Filling out an NCAA Tournament bracket and entering half a dozen pools is practically an American tradition.
But filling out a bracket is also a daunting task. Some fans religiously pore over every word Joe Lunardi utters, track quadrant one wins, and keep tabs on conference tournament play. And after all that, we usually get dusted by someone who made every pick based on mascot ferocity or head coach wife hotness.
You have to choose between blue bloods like Duke, Michigan, and Kentucky. Then there are the little fellas, like Bradley, Prarie View A&M, and Abilene Christian. And don’t forget mid-majors like Gonzaga, Houston, and Buffalo, who always show up and cause a ruckus.
There’s a lot to consider. We have access to an almost endless supply of information, data, and statistics. With that in mind, here are a few of our favorite tips, tricks, and secrets for filling out our NCAA Tournament brackets.
Take Everything With a Grain of Salt
This may be the most important advice. Or at least the most practical. There are so many “experts” and “gurus” out there. Everyone has a take and is certain theirs is the absolute best way. You can watch every game from every team, know who’s hot, who’s fading, and who spent all their energy just getting to the Big Dance. But no matter how much time you spend and research you do, no one knows anything. You may have an educated guess, but in the end, it’s still just a guess. That’s why they play the games. Take everything with a grain of salt. Including, perhaps especially, what you read here.
It’s a Long Haul
The first weekend of the NCAA Tournament is the attention grabber. It’s four days of constant games. There’s always a great contest on. And they’re the only definite matches we know. So it’s easy to focus on them. But remember, in March Madness pools, the further along games are, the more they’re worth. An Elite Eight game brings more points than a Sweet Sixteen victory. Even though your bracket may look like a mess after the first day, it may not be as bad as you think. Unless all of your Final Four teams get bounced in round one. Then you have problems.
Will a 16 Topple a Number 1?
Probably not. That said, after 16 seed UMBC took down number one see Virginia last year, anything is possible. Statistically, it was bound to happen eventually. But as much as we want to see a team like North Carolina or Duke go down on day one, it’s still a bad bet. However, a 15 seed taking down a number two happens on a regular basis. Not necessarily every year, but it’s also not at all uncommon.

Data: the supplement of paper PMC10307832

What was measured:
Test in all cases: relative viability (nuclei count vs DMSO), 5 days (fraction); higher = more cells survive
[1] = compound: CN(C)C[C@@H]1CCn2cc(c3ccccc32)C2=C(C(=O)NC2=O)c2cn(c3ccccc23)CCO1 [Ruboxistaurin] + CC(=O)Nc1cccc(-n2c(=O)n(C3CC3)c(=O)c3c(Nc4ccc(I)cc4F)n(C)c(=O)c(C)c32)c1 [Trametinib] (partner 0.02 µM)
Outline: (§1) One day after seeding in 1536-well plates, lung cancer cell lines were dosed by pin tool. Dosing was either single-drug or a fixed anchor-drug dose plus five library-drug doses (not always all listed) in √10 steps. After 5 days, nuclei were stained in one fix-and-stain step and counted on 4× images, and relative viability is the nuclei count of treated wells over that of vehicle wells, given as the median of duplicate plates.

A 12 Seed (Almost) Always Beats a Five
One of the most common upsets in the NCAA Tournament is a 12 seed taking down a five seed. It’s a fan favorite pick, one that happens almost every year. Since the tournament expanded to 64 teams in 1985, this has gone down every year but two. In four seasons (2002, 2009, 2013, and 2014), three of the four 12 seeds won. Odds are it’ll happen in 2019. And while upsets are fun to watch, they’re also good for your bracket. Unexpected victories set your entry apart from others. So, though it’s a risk, an unconventional pick can bring big rewards.
How Important are Conference Championships?
Winning a conference championship gives a team an automatic bid to the Big Dance. It may also indicate a team is hot and playing well. But that doesn’t always mean Tournament success. Last year, eventual champs Villanova won the Big East tourney, but of the previous four national champions, none won theirs. It takes a ton of energy and emotion. Playing so many games in such a short span wears a team out. Some teams maintain that momentum. But quite often, especially in the case of bigger conferences, a team uses so much gas they stall out.
Cinderella has a Curfew
Watching scrappy underdogs take down the big boys is one of the greatest pleasures of March Madness. We all fell in love with George Washington’s epic Final Four run in 2006. And who can forget Florida Gulf Coast’s Sweet Sixteen trip in 2013? That was their very first appearance in the Big Dance. Last year, 11 seed Loyola-Chicago captured our collective imagination by making it to the final weekend. stories fill Tournament history. But the lowest seeded team to ever win it all was Villanova as an eight seed in 1985. In the last 16 years, Connecticut, a seven seed in 2014, was the only champion that wasn’t a one, two, or three seed. And only one 15 seed, FGCU, has ever been to the Sweet Sixteen. As fun as it is, eventually the clock hits midnight and Cinderella’s carriage turns back into a pumpkin. Just something to consider.
Everyone loves an upset. That’s a huge part of the popularity of March Madness. And since we all love such shakeups, it’s good to know where they happen most often. 10, 11, and 12 seeds account for more than 75% of all Tournament upsets. On their own, 12 seeds are almost 30% of those. That’s why the 12/5 is such a popular pick. When looking to make your big surprise choice, keep these numbers in mind.